Saturday, October 07, 2006

Lynn Darroch (Oregonian A & E) on Jim Pepper

Sound Check

Friday, September 22, 2006, Oregonian Arts & Entertainment

A STRONG SPIRIT -- "I was very much alone in my life," Sean Cruz says, "but in this house, I've never felt alone."

Cruz, the promoter of Saturday's concert by the Jim Pepper Remembrance Band, bought the former Pepper family home in Parkrose four years ago.

You could say the spirit of the late musician saved him.

A saxophonist, singer and composer of Kaw and Creek descent, Pepper fused Native American music and jazz with a powerful, edgy style. One of the most colorful musicians to come out of Portland, he played with legends including Ornette Coleman and younger stars such as John Scofield. His work also was performed by the Brooklyn Philharmonic and Cologne Symphony orchestras.

Though Pepper died in 1992 from lymphoma at age 50, he continues to disturb and inspire, an outcome he prayed for in "Remembrance": "You must not forget me when I'm long gone," he chanted, "because I loved you so dearly."

"I have to credit his music with helping me get through the last four years," says Cruz, whose children were abducted in 1996 in a case that resulted in the Oregon Legislature's SB 1041, called "Aaron's Law" after his son. "His music just uplifts me."

Saturday's shows are designed to initiate a Jim Pepper Music Festival in Portland. The band will include Portland-based artists who worked with Pepper, as well as saxophonist Renato Caranto, who will take Pepper's part in the ensemble.

Pepper was one of the first to develop jazz-rock fusion, but many of his songs drew from his heritage, including "Witchi Tai To," with its mounting chord progression and hypnotically repeating phrases. Based on a chant from the peyote religion of his grandfather, it reached the Top 40 on pop charts in 1971.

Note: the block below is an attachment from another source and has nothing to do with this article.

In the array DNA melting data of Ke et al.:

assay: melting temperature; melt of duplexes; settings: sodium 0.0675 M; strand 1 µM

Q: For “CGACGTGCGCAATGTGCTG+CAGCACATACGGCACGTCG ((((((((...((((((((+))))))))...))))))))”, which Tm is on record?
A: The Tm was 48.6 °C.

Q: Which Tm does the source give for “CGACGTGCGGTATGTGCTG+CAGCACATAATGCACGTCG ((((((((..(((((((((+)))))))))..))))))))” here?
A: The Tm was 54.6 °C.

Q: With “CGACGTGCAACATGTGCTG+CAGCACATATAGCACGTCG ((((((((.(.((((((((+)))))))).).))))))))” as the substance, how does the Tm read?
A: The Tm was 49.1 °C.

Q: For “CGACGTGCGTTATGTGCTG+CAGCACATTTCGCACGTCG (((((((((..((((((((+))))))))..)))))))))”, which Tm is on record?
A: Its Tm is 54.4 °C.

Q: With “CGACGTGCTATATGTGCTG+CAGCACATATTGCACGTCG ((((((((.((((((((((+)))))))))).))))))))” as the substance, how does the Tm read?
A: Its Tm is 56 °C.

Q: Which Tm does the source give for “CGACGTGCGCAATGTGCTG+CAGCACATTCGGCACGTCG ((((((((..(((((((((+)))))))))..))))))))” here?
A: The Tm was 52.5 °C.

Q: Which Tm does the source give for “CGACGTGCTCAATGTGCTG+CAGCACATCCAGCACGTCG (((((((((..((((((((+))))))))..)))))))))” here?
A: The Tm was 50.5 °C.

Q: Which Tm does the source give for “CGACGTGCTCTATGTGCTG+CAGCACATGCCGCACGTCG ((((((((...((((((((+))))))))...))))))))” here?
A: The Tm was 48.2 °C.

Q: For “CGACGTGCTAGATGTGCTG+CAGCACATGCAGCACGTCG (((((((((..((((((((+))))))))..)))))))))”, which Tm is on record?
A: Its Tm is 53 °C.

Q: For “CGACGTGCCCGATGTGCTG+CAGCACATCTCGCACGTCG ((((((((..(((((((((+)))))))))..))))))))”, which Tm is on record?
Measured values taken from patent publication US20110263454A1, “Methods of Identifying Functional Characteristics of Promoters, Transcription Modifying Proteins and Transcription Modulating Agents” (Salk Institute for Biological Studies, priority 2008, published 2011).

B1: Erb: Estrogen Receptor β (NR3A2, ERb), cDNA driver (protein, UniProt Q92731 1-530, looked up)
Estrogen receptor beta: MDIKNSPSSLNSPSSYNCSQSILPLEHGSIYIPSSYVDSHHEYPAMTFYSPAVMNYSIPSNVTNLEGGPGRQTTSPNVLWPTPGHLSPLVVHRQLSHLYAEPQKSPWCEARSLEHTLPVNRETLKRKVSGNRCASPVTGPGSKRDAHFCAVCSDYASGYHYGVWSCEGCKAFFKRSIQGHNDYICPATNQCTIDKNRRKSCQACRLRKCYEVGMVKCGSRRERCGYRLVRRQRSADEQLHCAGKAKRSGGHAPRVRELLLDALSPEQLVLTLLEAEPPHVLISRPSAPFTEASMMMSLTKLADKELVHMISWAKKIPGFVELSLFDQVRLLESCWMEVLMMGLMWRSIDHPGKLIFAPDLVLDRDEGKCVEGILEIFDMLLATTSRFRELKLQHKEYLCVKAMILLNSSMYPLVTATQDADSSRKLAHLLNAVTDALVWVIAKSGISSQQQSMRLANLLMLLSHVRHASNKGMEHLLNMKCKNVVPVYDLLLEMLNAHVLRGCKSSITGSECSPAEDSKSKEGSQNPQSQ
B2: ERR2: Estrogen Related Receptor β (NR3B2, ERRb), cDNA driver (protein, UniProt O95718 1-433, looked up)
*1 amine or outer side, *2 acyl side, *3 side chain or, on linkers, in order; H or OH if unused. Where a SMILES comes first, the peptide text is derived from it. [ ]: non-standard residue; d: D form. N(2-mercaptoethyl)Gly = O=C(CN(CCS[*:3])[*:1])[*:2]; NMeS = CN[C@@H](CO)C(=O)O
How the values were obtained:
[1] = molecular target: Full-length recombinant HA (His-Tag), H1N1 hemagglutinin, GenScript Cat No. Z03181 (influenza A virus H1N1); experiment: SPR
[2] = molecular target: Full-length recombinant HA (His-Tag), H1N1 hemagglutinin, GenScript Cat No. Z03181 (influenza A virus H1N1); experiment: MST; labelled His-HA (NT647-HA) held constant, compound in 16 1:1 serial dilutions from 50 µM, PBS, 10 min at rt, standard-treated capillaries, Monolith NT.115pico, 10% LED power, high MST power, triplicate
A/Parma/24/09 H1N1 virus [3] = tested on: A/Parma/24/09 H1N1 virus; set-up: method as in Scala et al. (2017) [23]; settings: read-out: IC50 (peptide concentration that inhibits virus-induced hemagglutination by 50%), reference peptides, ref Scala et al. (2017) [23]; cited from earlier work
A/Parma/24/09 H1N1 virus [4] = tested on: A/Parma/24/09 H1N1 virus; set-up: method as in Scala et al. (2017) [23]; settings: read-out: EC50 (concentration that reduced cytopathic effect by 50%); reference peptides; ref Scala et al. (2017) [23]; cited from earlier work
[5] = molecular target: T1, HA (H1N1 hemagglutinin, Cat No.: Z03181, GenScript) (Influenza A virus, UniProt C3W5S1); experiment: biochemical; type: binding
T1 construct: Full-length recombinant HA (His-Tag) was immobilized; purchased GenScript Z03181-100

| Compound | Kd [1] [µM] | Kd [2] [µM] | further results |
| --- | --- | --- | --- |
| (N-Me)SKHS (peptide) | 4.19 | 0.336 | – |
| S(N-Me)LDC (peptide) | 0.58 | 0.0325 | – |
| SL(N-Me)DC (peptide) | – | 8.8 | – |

His music surged between those evocative chants and hard-edged free improvisation -- often as raucous and difficult as the man himself. At best, it struck with the obsidian flash of a claw and soared with the majesty of his Native American name, Flying Eagle.
"The music is a healing force," Pepper says in the award-winning documentary film "Pepper's Pow Wow."

"When it was good, people felt like they had been through a spiritual experience," says pianist and composer Gordon Lee, who worked with the saxophonist for 14 years. "Funny thing was, he wasn't a very spiritual guy. Jim was an earthy guy."

And angry, too. At times his performances were more raw wound than healing experience. The war dance "Custer Gets It," for instance, which will be interpreted by dancer Luciana Proano, includes a violent, free-form section that expresses another side of the Native American experience.

"He wrote what he thought of as Indian songs like 'Comin' and Goin',' " says Lee, "and he had jazz songs. Jim bridged the gap, and you would get both in any performance."


Lynn Darroch is a Portland freelance writer.

Remembrance Band media advisory

Sean Cruz Presents:

The Jim Pepper Remembrance Band, an all-star lineup of former collaborators of the legendary Native American innovator, takes the stage for two shows at the Blue Monk on Saturday, September 23.